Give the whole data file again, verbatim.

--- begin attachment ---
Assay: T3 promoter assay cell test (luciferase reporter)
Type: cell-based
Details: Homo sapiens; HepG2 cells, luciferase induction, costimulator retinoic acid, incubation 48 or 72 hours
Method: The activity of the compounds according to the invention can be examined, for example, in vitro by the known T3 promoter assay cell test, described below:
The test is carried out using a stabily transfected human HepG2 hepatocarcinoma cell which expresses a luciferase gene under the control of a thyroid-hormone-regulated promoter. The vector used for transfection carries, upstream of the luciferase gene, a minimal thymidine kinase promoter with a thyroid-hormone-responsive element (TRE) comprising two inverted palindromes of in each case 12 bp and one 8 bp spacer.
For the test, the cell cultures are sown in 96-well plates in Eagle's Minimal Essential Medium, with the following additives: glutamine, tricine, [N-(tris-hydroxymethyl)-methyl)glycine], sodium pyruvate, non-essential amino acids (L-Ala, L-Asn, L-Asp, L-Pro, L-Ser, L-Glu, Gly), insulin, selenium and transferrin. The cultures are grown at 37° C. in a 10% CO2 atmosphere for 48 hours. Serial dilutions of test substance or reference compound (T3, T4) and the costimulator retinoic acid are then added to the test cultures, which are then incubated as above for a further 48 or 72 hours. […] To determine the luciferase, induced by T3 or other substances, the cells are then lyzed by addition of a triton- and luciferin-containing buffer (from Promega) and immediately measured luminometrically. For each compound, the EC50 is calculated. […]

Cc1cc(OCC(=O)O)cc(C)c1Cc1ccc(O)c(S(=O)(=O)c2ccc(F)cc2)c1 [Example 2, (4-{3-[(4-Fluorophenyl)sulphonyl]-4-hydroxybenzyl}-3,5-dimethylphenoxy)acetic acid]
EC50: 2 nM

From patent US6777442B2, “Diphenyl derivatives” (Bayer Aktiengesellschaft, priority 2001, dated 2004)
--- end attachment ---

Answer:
Assay: T3 promoter assay cell test (luciferase reporter)
Type: cell-based
Details: Homo sapiens; HepG2 cells, luciferase induction, costimulator retinoic acid, incubation 48 or 72 hours
Method: The activity of the compounds according to the invention can be examined, for example, in vitro by the known T3 promoter assay cell test, described below:
The test is carried out using a stabily transfected human HepG2 hepatocarcinoma cell which expresses a luciferase gene under the control of a thyroid-hormone-regulated promoter. The vector used for transfection carries, upstream of the luciferase gene, a minimal thymidine kinase promoter with a thyroid-hormone-responsive element (TRE) comprising two inverted palindromes of in each case 12 bp and one 8 bp spacer.
For the test, the cell cultures are sown in 96-well plates in Eagle's Minimal Essential Medium, with the following additives: glutamine, tricine, [N-(tris-hydroxymethyl)-methyl)glycine], sodium pyruvate, non-essential amino acids (L-Ala, L-Asn, L-Asp, L-Pro, L-Ser, L-Glu, Gly), insulin, selenium and transferrin. The cultures are grown at 37° C. in a 10% CO2 atmosphere for 48 hours. Serial dilutions of test substance or reference compound (T3, T4) and the costimulator retinoic acid are then added to the test cultures, which are then incubated as above for a further 48 or 72 hours. […] To determine the luciferase, induced by T3 or other substances, the cells are then lyzed by addition of a triton- and luciferin-containing buffer (from Promega) and immediately measured luminometrically. For each compound, the EC50 is calculated. […]

Cc1cc(OCC(=O)O)cc(C)c1Cc1ccc(O)c(S(=O)(=O)c2ccc(F)cc2)c1 [Example 2, (4-{3-[(4-Fluorophenyl)sulphonyl]-4-hydroxybenzyl}-3,5-dimethylphenoxy)acetic acid]
EC50: 2 nM

From patent US6777442B2, “Diphenyl derivatives” (Bayer Aktiengesellschaft, priority 2001, dated 2004)